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Monday 20 August 2018
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‘A rich legacy’

Methodist Church celebrates 200 years in Tobago

Reverend Janice Soyer- Delaney, left, and Reverend Esther Moore-Roberts, chairman of the Tobago Christian Council, Moravian Church view a photograph of the evolution of the Scarborough Methodist church at the opening of the exhibit "A Rich Legacy: 200 years of Methodist Contribution to Tobago" at the Scarborough Library on July 17, 2018. PHOTO BY VIDYA THURAB.

THE METHODIST CHURCH–Tobago Circuit launched a heritage exhibition as part of their 200th anniversary celebration at the Atrium of the Scarborough Library on Tuesday evening.

The exhibition, under the theme, "A rich legacy: 200 years of Methodist contribution to Tobago (1818-2018)," featured published materials on Tobago’s general history highlighting the role of Methodists and the history of the church on the island.

At Tuesday's launch, Superintendent Minister Reverent Philbert Delaney, in his welcome, encouraged those gathered to embrace the church’s history, saying 2018 had indeed been a watershed moment for the Tobago circuit.

“I want us to see it as a time when we not go back to look at history and embrace history, but I want us to see in what way the past is linked to the present,” he said.

A member of the Methodist church takes a picture of one of the exhibits at the at the opening of the exhibit "A Rich Legacy: 200 years of Methodist Contribution to Tobago" at the Scarborough Library on Tuesday. PHOTO BY VIDYA THURAB

Later, chairman of the Tobago Christian Council and representative of the Moravian Church Reverend Esther Moore-Roberts greeted the audience and offered words of inspiration to those of the Methodists fraternity. She said, “Continue to fly high. Continue to blaze the trail. Continue to teach in your schools.

"Continue to raise up great leaders who have impacted this nation and this island in particular.”

Moore-Roberts went on to commend the Methodist Circuit on the exhibition initiative, noting that the creativity had unearthed quite a bit of history.

“We want to commend you on your rich heritage, which you have not kept to yourselves. Some persons are not so willing to share but you have opened up everything. Sadly, we are becoming an island where people are drifting away from this kind of learning."

George Leacock, left, and other members of the Methodist church look at a list of Methodist ministers on the Pioneers display of the exhibit "A Rich Legacy: 200 years of Methodist Contribution to Tobago" at the Scarborough Library on Tuesday. PHOTO BY VIDYA THURAB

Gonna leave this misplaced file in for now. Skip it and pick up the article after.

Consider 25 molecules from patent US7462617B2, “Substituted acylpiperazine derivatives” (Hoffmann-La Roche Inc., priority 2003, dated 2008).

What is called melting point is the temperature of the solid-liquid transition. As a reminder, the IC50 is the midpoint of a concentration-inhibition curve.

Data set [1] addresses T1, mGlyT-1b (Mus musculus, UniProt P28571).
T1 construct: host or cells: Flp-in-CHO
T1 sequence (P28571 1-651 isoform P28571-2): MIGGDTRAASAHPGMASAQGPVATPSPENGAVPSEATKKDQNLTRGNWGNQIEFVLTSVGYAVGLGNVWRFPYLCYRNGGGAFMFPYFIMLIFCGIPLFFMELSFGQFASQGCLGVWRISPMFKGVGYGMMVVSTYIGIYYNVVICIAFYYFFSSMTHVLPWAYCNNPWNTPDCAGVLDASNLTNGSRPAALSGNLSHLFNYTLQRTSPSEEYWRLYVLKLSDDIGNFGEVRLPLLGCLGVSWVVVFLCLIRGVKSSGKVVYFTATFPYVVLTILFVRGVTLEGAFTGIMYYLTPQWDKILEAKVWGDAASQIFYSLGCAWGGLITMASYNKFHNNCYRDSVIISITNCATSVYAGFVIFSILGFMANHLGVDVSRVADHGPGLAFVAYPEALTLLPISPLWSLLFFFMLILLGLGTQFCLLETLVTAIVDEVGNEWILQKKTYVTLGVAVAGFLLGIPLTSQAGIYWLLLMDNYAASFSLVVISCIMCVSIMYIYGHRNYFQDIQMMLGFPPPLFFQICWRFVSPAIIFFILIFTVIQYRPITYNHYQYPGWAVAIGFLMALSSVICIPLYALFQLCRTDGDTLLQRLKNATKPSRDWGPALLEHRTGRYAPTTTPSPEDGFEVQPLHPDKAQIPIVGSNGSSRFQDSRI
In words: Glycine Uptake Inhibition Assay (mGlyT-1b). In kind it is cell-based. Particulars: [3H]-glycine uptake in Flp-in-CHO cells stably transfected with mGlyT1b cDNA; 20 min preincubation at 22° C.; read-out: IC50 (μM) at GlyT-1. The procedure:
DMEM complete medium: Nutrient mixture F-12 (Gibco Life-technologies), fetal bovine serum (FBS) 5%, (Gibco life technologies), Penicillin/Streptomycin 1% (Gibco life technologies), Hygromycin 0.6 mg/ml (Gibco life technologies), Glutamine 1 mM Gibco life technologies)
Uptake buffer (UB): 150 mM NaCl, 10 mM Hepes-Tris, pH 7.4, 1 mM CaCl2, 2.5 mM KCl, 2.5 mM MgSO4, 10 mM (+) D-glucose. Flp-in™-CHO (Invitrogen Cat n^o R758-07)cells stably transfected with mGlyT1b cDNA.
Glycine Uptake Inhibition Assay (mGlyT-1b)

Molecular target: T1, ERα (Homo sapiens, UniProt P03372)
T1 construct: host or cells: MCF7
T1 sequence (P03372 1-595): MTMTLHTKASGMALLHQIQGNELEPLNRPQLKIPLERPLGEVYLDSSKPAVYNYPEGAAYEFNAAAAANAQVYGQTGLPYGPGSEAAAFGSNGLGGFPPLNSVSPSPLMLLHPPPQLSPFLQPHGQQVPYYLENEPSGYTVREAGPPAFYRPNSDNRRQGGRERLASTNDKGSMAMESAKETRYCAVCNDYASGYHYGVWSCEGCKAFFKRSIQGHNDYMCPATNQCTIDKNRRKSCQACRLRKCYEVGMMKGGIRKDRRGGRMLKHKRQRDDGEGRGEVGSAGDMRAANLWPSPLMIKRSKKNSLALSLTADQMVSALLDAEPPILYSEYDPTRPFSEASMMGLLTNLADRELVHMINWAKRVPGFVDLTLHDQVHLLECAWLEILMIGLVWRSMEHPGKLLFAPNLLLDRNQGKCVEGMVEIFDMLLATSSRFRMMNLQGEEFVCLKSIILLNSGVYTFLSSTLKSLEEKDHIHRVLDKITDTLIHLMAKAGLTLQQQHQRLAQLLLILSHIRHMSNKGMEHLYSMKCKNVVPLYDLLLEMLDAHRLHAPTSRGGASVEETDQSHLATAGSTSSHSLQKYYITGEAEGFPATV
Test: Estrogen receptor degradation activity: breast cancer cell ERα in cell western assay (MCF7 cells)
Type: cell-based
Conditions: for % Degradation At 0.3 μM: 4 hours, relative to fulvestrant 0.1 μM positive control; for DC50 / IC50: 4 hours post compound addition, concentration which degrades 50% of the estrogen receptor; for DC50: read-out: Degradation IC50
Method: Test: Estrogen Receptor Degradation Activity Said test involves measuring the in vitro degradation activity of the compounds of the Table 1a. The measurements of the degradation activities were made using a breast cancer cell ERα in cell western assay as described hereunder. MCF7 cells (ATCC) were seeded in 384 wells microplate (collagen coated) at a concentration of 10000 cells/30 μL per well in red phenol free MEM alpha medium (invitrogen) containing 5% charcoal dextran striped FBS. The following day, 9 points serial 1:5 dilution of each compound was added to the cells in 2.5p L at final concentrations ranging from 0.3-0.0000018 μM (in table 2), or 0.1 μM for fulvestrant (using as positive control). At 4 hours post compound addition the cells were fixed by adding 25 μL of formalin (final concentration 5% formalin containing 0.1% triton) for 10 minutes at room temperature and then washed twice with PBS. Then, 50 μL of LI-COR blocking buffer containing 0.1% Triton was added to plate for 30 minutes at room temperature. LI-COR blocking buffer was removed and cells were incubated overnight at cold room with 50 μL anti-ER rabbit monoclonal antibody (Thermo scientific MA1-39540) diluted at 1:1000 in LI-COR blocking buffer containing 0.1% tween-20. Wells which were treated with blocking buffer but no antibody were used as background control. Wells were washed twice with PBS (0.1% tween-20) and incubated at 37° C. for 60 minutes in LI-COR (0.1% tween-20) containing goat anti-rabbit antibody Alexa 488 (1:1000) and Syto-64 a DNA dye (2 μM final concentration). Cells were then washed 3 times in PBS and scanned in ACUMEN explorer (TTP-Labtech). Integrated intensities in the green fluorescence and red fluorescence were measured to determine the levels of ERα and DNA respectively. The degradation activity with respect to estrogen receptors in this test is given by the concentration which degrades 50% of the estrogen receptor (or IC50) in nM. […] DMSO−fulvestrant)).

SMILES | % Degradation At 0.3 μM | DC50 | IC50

In remembering when Moravians introduced education to the island, Moore-Roberts said graphics and pictures were used in teaching for better results.

"The Methodist church is excellent in teaching. The church is now using different teaching tools like projectors because people only remember ten per cent of what they hear. And so, we want to commend the Methodist Church for continuing to use graphics so that people can gain wisdom and understanding.”

The exhibition, that opens daily until August 1, features pictorial representations of historic and modern Methodist buildings on the island, the doctrine, practices, values and stories of the church embedded in the culture, as well as the way forward for the church and its vision for continuing integration in the lives of the Tobago people.

A Church scene from the play Planting Churches, Growing Seeds at the official opening of the exhibit "A Rich Legacy: 200 years of Methodist Contribution to Tobago" at the Scarborough Library on Tuesday. PHOTO BY VIDYA THURAB

Sister Claire Brathwaite-Alexander, chairman of the 200th year celebration, in her remarks at the launch, said there would soon be the establishment of a Tobago Methodist Heritage museum.

“We saw ourselves functioning as not simply in this year of our 200th anniversary, but we saw ourselves functioning even beyond that, as keepers of the history. As persons who would take on the responsibility of ensuring that our heritage is researched, documented and kept somewhere so that other persons can be educated.

"Interestingly enough, it is a dream that seemed to be in our collective individual hearts and when we (the committee) came together, we immediately said one of the things we have to do is ensure that soon, and very soon, there is a Methodist heritage museum in Tobago.”

From left: Revrend Philbert Delaney, superintendent minister; Reverend Live Forde; Reverend Janice Soyer- Delaney; and Reverend Esther Moore-Roberts, chairman of the Tobago Christian Council, Moravian Church cut the ribbon to officially open the exhibit "A Rich Legacy: 200 years of Methodist Contribution to Tobago" at the Scarborough Library on Tuesday. PHOTO BY VIDYA THURAB

The formal opening was followed by the cutting of the ribbon after which guests were invited to browse the sections.

The exhibition is open daily and will run until Emancipation Day.

 

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